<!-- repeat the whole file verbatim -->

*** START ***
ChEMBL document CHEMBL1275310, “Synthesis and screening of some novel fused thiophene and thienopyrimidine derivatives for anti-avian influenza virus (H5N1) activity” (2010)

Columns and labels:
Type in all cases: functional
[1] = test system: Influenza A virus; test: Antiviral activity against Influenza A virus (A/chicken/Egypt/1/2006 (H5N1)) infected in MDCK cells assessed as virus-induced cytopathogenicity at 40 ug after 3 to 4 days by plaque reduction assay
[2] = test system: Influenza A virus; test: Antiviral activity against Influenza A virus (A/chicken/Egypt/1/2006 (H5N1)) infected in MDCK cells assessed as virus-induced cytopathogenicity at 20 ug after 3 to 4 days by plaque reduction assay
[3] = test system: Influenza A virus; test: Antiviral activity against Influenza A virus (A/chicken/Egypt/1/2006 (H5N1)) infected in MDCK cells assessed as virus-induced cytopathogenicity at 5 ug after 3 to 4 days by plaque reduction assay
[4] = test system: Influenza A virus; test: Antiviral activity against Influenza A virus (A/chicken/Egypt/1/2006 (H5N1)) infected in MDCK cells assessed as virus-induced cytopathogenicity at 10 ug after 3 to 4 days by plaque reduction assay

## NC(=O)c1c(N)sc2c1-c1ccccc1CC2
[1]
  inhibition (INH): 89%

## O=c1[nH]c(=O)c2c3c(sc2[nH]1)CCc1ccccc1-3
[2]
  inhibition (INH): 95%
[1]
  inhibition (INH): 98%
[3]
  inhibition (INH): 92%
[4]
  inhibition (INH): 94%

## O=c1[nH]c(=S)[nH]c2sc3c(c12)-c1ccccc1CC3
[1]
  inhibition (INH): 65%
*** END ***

ChEMBL document CHEMBL1275310, “Synthesis and screening of some novel fused thiophene and thienopyrimidine derivatives for anti-avian influenza virus (H5N1) activity” (2010)

Columns and labels:
Type in all cases: functional
[1] = test system: Influenza A virus; test: Antiviral activity against Influenza A virus (A/chicken/Egypt/1/2006 (H5N1)) infected in MDCK cells assessed as virus-induced cytopathogenicity at 40 ug after 3 to 4 days by plaque reduction assay
[2] = test system: Influenza A virus; test: Antiviral activity against Influenza A virus (A/chicken/Egypt/1/2006 (H5N1)) infected in MDCK cells assessed as virus-induced cytopathogenicity at 20 ug after 3 to 4 days by plaque reduction assay
[3] = test system: Influenza A virus; test: Antiviral activity against Influenza A virus (A/chicken/Egypt/1/2006 (H5N1)) infected in MDCK cells assessed as virus-induced cytopathogenicity at 5 ug after 3 to 4 days by plaque reduction assay
[4] = test system: Influenza A virus; test: Antiviral activity against Influenza A virus (A/chicken/Egypt/1/2006 (H5N1)) infected in MDCK cells assessed as virus-induced cytopathogenicity at 10 ug after 3 to 4 days by plaque reduction assay

## NC(=O)c1c(N)sc2c1-c1ccccc1CC2
[1]
  inhibition (INH): 89%

## O=c1[nH]c(=O)c2c3c(sc2[nH]1)CCc1ccccc1-3
[2]
  inhibition (INH): 95%
[1]
  inhibition (INH): 98%
[3]
  inhibition (INH): 92%
[4]
  inhibition (INH): 94%

## O=c1[nH]c(=S)[nH]c2sc3c(c12)-c1ccccc1CC3
[1]
  inhibition (INH): 65%